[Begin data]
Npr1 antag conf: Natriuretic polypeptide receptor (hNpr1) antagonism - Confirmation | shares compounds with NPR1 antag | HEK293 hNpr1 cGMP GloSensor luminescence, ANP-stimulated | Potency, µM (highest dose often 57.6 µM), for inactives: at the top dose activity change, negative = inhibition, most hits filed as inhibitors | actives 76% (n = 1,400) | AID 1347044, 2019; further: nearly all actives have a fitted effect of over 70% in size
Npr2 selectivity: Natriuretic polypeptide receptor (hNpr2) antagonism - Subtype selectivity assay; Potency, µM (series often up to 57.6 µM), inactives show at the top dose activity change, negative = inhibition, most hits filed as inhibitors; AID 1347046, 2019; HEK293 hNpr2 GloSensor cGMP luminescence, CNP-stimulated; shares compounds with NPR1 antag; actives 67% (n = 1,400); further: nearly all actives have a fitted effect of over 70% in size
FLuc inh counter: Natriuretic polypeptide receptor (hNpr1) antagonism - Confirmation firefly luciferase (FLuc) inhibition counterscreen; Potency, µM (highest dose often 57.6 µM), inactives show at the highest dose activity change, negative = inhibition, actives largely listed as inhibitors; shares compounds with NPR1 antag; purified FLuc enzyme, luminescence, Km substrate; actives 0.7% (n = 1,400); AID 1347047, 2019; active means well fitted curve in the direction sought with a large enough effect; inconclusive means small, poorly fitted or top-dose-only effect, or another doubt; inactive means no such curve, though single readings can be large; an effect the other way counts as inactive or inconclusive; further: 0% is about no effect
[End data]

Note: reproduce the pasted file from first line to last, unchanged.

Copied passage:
Npr1 antag conf: Natriuretic polypeptide receptor (hNpr1) antagonism - Confirmation | shares compounds with NPR1 antag | HEK293 hNpr1 cGMP GloSensor luminescence, ANP-stimulated | Potency, µM (highest dose often 57.6 µM), for inactives: at the top dose activity change, negative = inhibition, most hits filed as inhibitors | actives 76% (n = 1,400) | AID 1347044, 2019; further: nearly all actives have a fitted effect of over 70% in size
Npr2 selectivity: Natriuretic polypeptide receptor (hNpr2) antagonism - Subtype selectivity assay; Potency, µM (series often up to 57.6 µM), inactives show at the top dose activity change, negative = inhibition, most hits filed as inhibitors; AID 1347046, 2019; HEK293 hNpr2 GloSensor cGMP luminescence, CNP-stimulated; shares compounds with NPR1 antag; actives 67% (n = 1,400); further: nearly all actives have a fitted effect of over 70% in size
FLuc inh counter: Natriuretic polypeptide receptor (hNpr1) antagonism - Confirmation firefly luciferase (FLuc) inhibition counterscreen; Potency, µM (highest dose often 57.6 µM), inactives show at the highest dose activity change, negative = inhibition, actives largely listed as inhibitors; shares compounds with NPR1 antag; purified FLuc enzyme, luminescence, Km substrate; actives 0.7% (n = 1,400); AID 1347047, 2019; active means well fitted curve in the direction sought with a large enough effect; inconclusive means small, poorly fitted or top-dose-only effect, or another doubt; inactive means no such curve, though single readings can be large; an effect the other way counts as inactive or inconclusive; further: 0% is about no effect